Waterbury Lasalle Community Association

Beans, beans the musical fruit, the more you eat, the more you tout.  Yes, beans are not only musical but they’re magical and if you eat them, you’ll be touting their benfits!

The schoolyard rhyme tells us that beans are good for your heart and science confirms that this is true. 

If you are a bean-eater, you probably weigh as much as 6.6 pounds less than those who do not consume beans.  This makes sense when you consider that beans are full of fiber and protein which will make you feel full and keep you satisfied longer than other foods. 

When passing through the digestive tract the fiber in beans attracts bile, which contains cholesterol, and removes it from the body before it is absorbed.  Eating a cup of cooked beans every day can lower your total cholesterol by as much as 10% in as little as 6 weeks.  This decreases your risk of heart disease by 20%.  A study conducted at the University of Kentucky has shown that only 3 weeks of increased bean intake lowered the men’s cholesterol by an average of 19%.  This lowers their risk of heart attack by almost 40%- some may consider that magical!

The compounds found in beans- lagnins, isoflavins, phytic acid, sapopin and protease inhibitors- have been shown to keep normal cells from turning cancerous.  The soybean contains phytoestrogens, a weaker version of the estrogen that is produced naturally in our bodies.  Phytoestrogens are believed to reduce the risk of prostate and breast cancers, by blocking over-activity of estrogen and testosterone which can spur cancerous tumor growth.  It is interesting to note that studies have shown that Spanish women have half the risk of breast cancer as white women.  Researchers believe that the disparity is due to the high concentration of beans in their diet.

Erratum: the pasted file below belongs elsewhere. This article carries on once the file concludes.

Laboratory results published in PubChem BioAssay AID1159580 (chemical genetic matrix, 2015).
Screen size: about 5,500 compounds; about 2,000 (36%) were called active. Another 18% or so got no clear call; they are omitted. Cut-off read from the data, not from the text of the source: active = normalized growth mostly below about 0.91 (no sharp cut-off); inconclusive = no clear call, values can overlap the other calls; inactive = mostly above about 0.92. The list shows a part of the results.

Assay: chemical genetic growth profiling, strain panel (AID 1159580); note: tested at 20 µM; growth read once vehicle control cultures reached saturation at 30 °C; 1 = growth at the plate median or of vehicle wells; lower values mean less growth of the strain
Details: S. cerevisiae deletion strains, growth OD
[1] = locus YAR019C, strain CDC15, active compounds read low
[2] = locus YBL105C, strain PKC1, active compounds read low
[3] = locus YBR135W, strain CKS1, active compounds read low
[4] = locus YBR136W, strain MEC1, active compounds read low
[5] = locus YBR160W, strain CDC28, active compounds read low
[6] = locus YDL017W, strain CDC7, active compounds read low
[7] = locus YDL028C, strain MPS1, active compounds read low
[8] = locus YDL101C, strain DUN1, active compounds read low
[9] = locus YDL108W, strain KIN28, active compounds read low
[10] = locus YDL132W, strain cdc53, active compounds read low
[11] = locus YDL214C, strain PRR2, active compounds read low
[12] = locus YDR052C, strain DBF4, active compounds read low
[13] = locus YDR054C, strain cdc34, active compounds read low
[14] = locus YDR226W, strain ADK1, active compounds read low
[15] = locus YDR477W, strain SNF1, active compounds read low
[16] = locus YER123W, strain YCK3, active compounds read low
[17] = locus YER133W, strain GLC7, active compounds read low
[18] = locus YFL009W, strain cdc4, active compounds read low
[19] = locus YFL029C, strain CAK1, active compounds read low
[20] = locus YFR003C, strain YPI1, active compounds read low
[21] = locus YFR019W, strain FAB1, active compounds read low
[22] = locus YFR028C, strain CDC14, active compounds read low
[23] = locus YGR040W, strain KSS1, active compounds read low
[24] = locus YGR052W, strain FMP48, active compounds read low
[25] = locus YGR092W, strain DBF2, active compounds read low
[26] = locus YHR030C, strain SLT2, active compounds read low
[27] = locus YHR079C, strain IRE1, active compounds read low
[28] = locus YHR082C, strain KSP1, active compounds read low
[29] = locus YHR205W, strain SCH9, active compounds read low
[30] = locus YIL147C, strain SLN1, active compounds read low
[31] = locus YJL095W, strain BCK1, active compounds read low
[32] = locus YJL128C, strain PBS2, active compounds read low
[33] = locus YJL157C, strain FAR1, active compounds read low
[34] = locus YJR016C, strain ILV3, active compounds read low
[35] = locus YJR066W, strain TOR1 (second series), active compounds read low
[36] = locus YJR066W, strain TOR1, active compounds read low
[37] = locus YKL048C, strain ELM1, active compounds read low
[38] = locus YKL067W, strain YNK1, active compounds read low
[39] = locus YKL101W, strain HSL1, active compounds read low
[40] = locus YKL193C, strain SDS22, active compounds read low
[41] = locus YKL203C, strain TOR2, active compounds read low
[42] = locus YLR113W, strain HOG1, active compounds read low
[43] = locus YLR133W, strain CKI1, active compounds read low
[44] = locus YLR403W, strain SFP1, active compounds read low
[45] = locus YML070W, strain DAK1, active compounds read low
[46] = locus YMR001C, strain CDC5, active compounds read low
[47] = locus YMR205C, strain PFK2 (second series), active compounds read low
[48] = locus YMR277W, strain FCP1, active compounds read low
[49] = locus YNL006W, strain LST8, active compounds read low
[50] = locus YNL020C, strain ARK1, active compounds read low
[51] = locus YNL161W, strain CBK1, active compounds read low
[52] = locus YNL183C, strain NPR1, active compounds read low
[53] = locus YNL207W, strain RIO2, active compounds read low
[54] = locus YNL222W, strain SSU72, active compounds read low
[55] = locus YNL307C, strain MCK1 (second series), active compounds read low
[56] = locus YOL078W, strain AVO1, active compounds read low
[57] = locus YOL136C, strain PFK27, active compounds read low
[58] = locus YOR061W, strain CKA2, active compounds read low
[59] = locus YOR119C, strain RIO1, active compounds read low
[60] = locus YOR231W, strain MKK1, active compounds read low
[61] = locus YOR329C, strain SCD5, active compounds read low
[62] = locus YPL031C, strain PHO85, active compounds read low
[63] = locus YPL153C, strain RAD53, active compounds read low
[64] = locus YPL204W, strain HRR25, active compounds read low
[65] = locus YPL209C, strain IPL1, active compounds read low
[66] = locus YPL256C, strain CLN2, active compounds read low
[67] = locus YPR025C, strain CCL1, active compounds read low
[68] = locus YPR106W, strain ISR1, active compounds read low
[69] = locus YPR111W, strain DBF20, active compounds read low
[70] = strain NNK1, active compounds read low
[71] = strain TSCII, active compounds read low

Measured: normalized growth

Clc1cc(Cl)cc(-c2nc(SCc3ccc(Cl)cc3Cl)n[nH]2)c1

If you have diabetes, you will be interested to know that the soluble fiber in beans will help to create more insulin receptor sites in your body.  These sites will help insulin molecules to connect allowing insulin to get to the cells that need it, instead of floating freely through the bloodstream, which could potentially cause problems.

So, which beans are best?  Research shows that all beans are good for you but the beans with the darkest color have the most antioxidants.  Top antioxidant content in order are as follows: black, red, brown, yellow and then white.  Why not combine several colors to make a healthy and beautifully colorful soup or salad?

So, the recommendation of science and the schoolyard rhyme is to eat beans and tout  their many magical (and musical) benefits!

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